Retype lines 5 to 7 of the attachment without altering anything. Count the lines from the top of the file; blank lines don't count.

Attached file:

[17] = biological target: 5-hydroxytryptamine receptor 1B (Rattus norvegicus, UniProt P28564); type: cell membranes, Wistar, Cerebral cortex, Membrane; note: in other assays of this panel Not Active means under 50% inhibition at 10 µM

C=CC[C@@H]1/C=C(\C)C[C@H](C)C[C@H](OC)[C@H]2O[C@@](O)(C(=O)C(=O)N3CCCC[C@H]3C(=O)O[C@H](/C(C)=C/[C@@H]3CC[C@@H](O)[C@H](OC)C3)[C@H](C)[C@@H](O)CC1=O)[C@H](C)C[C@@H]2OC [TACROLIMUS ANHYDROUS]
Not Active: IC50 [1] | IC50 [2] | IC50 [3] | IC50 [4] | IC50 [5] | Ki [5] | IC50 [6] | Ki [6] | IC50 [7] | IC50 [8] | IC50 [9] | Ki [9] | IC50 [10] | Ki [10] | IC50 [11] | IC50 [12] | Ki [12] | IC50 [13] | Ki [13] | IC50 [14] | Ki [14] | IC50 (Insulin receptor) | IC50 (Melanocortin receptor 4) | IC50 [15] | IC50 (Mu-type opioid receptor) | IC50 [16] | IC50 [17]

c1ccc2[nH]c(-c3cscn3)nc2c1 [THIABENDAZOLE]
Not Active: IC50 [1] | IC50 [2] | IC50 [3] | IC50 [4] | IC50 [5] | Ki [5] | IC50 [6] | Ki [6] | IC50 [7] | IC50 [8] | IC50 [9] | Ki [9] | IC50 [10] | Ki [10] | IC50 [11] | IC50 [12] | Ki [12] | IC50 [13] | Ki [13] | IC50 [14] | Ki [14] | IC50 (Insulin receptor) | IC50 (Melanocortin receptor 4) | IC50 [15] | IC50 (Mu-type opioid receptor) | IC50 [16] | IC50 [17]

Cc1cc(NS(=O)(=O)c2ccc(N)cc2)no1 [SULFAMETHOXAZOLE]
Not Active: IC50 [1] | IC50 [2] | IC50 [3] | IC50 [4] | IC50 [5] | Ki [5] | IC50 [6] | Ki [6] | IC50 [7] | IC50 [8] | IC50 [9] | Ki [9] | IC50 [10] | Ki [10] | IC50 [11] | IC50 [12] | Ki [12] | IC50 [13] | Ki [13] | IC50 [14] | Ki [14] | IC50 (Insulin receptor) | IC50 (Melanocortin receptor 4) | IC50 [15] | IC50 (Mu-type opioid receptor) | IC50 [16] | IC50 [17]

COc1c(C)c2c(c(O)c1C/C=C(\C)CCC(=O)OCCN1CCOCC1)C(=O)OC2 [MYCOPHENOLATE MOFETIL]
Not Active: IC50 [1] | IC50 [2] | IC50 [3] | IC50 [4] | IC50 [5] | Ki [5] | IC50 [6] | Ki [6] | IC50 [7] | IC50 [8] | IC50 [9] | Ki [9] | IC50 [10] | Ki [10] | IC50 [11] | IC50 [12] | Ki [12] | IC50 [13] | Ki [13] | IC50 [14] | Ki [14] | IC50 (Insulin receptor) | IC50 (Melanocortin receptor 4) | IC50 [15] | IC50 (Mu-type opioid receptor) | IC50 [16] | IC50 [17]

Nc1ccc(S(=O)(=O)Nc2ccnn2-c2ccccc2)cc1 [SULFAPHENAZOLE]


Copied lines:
Not Active: IC50 [1] | IC50 [2] | IC50 [3] | IC50 [4] | IC50 [5] | Ki [5] | IC50 [6] | Ki [6] | IC50 [7] | IC50 [8] | IC50 [9] | Ki [9] | IC50 [10] | Ki [10] | IC50 [11] | IC50 [12] | Ki [12] | IC50 [13] | Ki [13] | IC50 [14] | Ki [14] | IC50 (Insulin receptor) | IC50 (Melanocortin receptor 4) | IC50 [15] | IC50 (Mu-type opioid receptor) | IC50 [16] | IC50 [17]

Cc1cc(NS(=O)(=O)c2ccc(N)cc2)no1 [SULFAMETHOXAZOLE]
Not Active: IC50 [1] | IC50 [2] | IC50 [3] | IC50 [4] | IC50 [5] | Ki [5] | IC50 [6] | Ki [6] | IC50 [7] | IC50 [8] | IC50 [9] | Ki [9] | IC50 [10] | Ki [10] | IC50 [11] | IC50 [12] | Ki [12] | IC50 [13] | Ki [13] | IC50 [14] | Ki [14] | IC50 (Insulin receptor) | IC50 (Melanocortin receptor 4) | IC50 [15] | IC50 (Mu-type opioid receptor) | IC50 [16] | IC50 [17]